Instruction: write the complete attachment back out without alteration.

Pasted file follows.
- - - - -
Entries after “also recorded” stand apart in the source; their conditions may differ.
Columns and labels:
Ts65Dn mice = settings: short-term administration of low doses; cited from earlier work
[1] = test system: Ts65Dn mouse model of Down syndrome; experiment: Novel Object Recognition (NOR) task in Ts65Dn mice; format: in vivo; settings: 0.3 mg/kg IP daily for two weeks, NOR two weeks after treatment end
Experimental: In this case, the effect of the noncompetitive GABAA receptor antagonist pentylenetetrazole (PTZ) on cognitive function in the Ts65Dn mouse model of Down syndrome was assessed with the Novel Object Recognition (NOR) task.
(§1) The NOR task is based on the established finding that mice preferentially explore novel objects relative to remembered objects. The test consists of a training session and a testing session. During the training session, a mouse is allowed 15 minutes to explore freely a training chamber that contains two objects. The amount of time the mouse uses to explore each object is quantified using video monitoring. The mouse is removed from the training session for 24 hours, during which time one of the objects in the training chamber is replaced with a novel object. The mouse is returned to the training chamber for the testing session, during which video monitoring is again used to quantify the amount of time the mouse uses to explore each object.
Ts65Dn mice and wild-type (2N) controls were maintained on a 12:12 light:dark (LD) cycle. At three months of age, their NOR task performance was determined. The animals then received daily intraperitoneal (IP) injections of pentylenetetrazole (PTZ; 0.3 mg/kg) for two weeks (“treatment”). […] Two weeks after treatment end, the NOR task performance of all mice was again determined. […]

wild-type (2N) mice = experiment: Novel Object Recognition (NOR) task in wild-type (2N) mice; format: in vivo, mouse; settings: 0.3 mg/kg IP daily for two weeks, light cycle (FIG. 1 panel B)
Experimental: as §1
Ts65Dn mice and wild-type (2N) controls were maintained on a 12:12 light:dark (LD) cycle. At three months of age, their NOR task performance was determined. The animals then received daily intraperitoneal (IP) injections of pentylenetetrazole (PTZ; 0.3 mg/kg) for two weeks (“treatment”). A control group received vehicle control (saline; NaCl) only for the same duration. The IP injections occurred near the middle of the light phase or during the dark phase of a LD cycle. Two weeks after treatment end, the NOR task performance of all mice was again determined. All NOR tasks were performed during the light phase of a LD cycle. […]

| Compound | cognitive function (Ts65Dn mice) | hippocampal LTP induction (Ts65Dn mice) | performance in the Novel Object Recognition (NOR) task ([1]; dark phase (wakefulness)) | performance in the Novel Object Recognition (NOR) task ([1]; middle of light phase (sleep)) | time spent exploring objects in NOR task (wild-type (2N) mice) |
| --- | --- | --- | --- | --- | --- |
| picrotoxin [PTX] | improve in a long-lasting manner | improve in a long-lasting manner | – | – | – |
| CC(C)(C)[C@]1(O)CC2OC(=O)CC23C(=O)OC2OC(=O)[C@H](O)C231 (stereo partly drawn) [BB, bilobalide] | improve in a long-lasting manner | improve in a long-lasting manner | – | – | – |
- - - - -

Entries after “also recorded” stand apart in the source; their conditions may differ.
Columns and labels:
Ts65Dn mice = settings: short-term administration of low doses; cited from earlier work
[1] = test system: Ts65Dn mouse model of Down syndrome; experiment: Novel Object Recognition (NOR) task in Ts65Dn mice; format: in vivo; settings: 0.3 mg/kg IP daily for two weeks, NOR two weeks after treatment end
Experimental: In this case, the effect of the noncompetitive GABAA receptor antagonist pentylenetetrazole (PTZ) on cognitive function in the Ts65Dn mouse model of Down syndrome was assessed with the Novel Object Recognition (NOR) task.
(§1) The NOR task is based on the established finding that mice preferentially explore novel objects relative to remembered objects. The test consists of a training session and a testing session. During the training session, a mouse is allowed 15 minutes to explore freely a training chamber that contains two objects. The amount of time the mouse uses to explore each object is quantified using video monitoring. The mouse is removed from the training session for 24 hours, during which time one of the objects in the training chamber is replaced with a novel object. The mouse is returned to the training chamber for the testing session, during which video monitoring is again used to quantify the amount of time the mouse uses to explore each object.
Ts65Dn mice and wild-type (2N) controls were maintained on a 12:12 light:dark (LD) cycle. At three months of age, their NOR task performance was determined. The animals then received daily intraperitoneal (IP) injections of pentylenetetrazole (PTZ; 0.3 mg/kg) for two weeks (“treatment”). […] Two weeks after treatment end, the NOR task performance of all mice was again determined. […]

wild-type (2N) mice = experiment: Novel Object Recognition (NOR) task in wild-type (2N) mice; format: in vivo, mouse; settings: 0.3 mg/kg IP daily for two weeks, light cycle (FIG. 1 panel B)
Experimental: as §1
Ts65Dn mice and wild-type (2N) controls were maintained on a 12:12 light:dark (LD) cycle. At three months of age, their NOR task performance was determined. The animals then received daily intraperitoneal (IP) injections of pentylenetetrazole (PTZ; 0.3 mg/kg) for two weeks (“treatment”). A control group received vehicle control (saline; NaCl) only for the same duration. The IP injections occurred near the middle of the light phase or during the dark phase of a LD cycle. Two weeks after treatment end, the NOR task performance of all mice was again determined. All NOR tasks were performed during the light phase of a LD cycle. […]

| Compound | cognitive function (Ts65Dn mice) | hippocampal LTP induction (Ts65Dn mice) | performance in the Novel Object Recognition (NOR) task ([1]; dark phase (wakefulness)) | performance in the Novel Object Recognition (NOR) task ([1]; middle of light phase (sleep)) | time spent exploring objects in NOR task (wild-type (2N) mice) |
| --- | --- | --- | --- | --- | --- |
| picrotoxin [PTX] | improve in a long-lasting manner | improve in a long-lasting manner | – | – | – |
| CC(C)(C)[C@]1(O)CC2OC(=O)CC23C(=O)OC2OC(=O)[C@H](O)C231 (stereo partly drawn) [BB, bilobalide] | improve in a long-lasting manner | improve in a long-lasting manner | – | – | – |